Let me just say, Mr. Buchanan, great article as usual. I can confirm what you say first hand. The textbooks are very suspect because you never quite know why a particular story has been included — because it’s by a precious minority group member, or because it’s actually a good story. Not to suggest these are mutually exclusive, but it makes things very difficult. You could be teaching Beowolf, and then all the sudden there’s a page in the middle of the story about some hispanic guy. Ridiculous! They cannot bear to go ten pages without diversity. And that’s British Lit, we’re talking about! Very depressing. And most teachers (mostly women) are too ignorant to realize what’s going on.

#19 Comment By hammersmith On June 22, 2011 @ 7:06 pm

so stewdants r not memorizing the american fantasy pat b. would call history. what is the point of having them “learn” the lies and distortions of official tale tellers. making them better automatons? perhaps their “ignorance” will make them strong!

#20 Comment By CompassionateFascist On June 22, 2011 @ 11:26 pm

It’s all done with malevolant, collectivist purpose. The teachers’ unions are bright Red. They dumb out and demoralize whole generations in order to create failed adults who will be dependent on government for the very food they eat. Ultimately: you want today’s cheese ration? It’s in that FEMA camp over there…just walk through the gate.

#21 Comment By Henry Drummond On June 23, 2011 @ 5:56 am

If Pat Buchganan, who thinks Poland started the Second World War, thinks American kids are dumb about history, there is hope yet.

#22 Comment By NY Teacher On June 23, 2011 @ 8:44 am

H. Drummond: Where in the above article does Pat B infer that (fact or not) “Poland started the Second World War?”

Noting your reading deficits, one can only conclude that you are one of the dumbed-down citizens churned out by your favorite Teacher-Union Nazis…

#23 Comment By chris On June 23, 2011 @ 3:20 pm

NY Teacher,

Nowhere in Henry Drummonds response did he state that his Poland remark was based upon this article. Perhaps you have a reading deficit. Also, you misspelled education above. You are an ass.

#24 Comment By DLK On June 23, 2011 @ 7:46 pm

One more major reason democracy -as we know- it is under duress.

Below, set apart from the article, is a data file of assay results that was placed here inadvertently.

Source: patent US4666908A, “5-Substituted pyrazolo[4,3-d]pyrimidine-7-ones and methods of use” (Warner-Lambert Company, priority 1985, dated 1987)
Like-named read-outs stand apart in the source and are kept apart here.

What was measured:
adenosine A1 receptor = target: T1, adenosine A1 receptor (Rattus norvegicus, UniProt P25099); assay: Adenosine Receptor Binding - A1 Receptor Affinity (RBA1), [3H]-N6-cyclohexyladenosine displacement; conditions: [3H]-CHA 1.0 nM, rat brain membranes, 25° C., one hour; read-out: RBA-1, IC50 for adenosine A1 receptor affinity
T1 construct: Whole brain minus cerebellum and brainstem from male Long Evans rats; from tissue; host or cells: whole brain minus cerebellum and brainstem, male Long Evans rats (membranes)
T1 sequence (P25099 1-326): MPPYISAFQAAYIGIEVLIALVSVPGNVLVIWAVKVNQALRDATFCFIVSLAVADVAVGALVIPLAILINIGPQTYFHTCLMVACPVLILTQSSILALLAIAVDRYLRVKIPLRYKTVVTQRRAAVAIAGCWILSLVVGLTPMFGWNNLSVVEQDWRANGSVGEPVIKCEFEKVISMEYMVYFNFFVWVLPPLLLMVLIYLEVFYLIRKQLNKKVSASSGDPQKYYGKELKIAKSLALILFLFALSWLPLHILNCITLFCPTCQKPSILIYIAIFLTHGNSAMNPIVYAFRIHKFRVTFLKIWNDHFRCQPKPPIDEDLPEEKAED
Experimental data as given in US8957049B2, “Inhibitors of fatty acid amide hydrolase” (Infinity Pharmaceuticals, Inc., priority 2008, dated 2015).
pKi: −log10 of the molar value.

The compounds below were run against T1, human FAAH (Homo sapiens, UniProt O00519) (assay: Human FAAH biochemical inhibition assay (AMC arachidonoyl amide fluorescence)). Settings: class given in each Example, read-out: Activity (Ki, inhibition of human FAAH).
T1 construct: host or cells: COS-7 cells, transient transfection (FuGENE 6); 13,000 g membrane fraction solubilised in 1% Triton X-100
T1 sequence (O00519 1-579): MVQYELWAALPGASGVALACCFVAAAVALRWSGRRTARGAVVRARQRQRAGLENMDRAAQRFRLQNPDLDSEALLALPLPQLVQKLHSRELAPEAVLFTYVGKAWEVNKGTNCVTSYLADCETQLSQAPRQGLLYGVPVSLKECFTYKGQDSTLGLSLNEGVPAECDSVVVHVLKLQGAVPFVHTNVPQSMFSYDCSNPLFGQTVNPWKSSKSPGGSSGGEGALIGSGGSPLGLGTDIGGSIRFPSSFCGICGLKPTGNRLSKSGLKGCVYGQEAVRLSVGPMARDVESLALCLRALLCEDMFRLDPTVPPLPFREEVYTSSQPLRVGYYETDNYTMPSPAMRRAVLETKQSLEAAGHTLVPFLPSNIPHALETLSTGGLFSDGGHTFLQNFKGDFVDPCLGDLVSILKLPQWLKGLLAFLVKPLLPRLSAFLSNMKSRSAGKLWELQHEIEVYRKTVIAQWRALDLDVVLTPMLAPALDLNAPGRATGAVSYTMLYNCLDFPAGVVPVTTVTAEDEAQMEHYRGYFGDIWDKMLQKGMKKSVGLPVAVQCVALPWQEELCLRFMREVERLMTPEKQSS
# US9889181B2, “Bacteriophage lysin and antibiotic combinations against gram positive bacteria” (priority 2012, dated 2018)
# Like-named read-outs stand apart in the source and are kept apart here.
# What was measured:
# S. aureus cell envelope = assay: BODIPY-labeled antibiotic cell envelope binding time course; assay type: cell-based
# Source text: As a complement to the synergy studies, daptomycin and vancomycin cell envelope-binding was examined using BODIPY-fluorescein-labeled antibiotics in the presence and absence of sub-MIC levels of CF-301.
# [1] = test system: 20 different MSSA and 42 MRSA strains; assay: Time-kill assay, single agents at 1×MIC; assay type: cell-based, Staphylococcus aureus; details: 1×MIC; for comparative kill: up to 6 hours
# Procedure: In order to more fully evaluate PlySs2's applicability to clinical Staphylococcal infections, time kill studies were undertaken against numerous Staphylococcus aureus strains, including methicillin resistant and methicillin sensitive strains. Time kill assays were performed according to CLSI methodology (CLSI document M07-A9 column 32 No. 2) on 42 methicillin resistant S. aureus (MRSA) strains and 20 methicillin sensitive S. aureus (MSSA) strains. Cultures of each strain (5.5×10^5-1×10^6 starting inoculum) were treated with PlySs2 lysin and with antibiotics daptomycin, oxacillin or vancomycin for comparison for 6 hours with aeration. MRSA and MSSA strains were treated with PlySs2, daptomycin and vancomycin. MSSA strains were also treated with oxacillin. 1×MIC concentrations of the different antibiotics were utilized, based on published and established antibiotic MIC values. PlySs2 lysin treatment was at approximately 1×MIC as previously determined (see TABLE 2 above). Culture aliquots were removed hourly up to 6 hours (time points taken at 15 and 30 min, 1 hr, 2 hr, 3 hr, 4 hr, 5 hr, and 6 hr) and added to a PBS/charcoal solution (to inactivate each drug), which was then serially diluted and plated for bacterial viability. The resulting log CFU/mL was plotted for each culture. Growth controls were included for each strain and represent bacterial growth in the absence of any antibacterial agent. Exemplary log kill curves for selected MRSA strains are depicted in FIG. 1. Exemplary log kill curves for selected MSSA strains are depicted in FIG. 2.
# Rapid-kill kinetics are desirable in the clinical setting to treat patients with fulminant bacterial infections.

#25 Comment By C. M. Hawkins On June 24, 2011 @ 5:12 am

The “dumbing down” of American education is very real but the impulse to “racialize” the question is a distraction. It was White middle class parents who demanded that we regigger SAT scoring methods when their kids were not performing well on these tests. There is too much emphasis on memorization in “education” and not enough analysis and critical thinking.

#26 Comment By NY Teacher On June 24, 2011 @ 8:28 am

Chris,
The comments attached to a specific article in any periodical pertain to the specific article, and not to the price of tea in China. Moreover, typos such as “edyoucation” are just that: typos.
That you can’t discern these elementary principles attests to your being in the sad company of the burgeoning morons — so amply keeping our teacher unions in business. And providing the muscle for the NeoCon wars. Then again, what would you known about the NeoCons and wars… Pity the likes of your ilk.

#27 Comment By chris On June 24, 2011 @ 12:56 pm

NY Teacher,

You’re still an ass.

Further, if you are going to imply that another on this website is intellectually challenged you need to make sure that your criticism is meticulous. I agree – typos are typos – and should generally be ignored – unless the person is an ass. If anybody needs pity it is your students. I think that it is you that should be greatful for a teacher’s union. I’m sure you’ve made your share of enemies along the way.

#28 Comment By dexter On June 24, 2011 @ 1:56 pm

Ang,

School can’t teach you an appreciation of knowledge but since you are reading this article and not some silly kids magazine I bet you’ve got what it takes.

PS College won’t teach you most of what you need to know about a subject either. If you are really smart you will understand that you are never a “finished product”. Even college is just the beginning.

#29 Comment By Blackfoot On March 22, 2012 @ 3:48 pm

The real reason that dumbing down occurs is to keep the votors as dumb as possible so that they continue to vote for those who control the money and power. No-one cares if the masses are unemployed or even starving, as long as they vote.
America, wake up to what your useless politicians are up to, and what the two political parties are up to, and try (really try) to regain your freedom and former national glory.

#30 Comment By Ricky On May 11, 2014 @ 4:03 pm

It seems to me kids need to know important things for survival like how to grow food not what the history books said about things 200 years ago. I doubt that 35 percent of people in the United States would know how to grow food. Let them get hungry and see how good using correct words taste or what happened in history fills their stomach.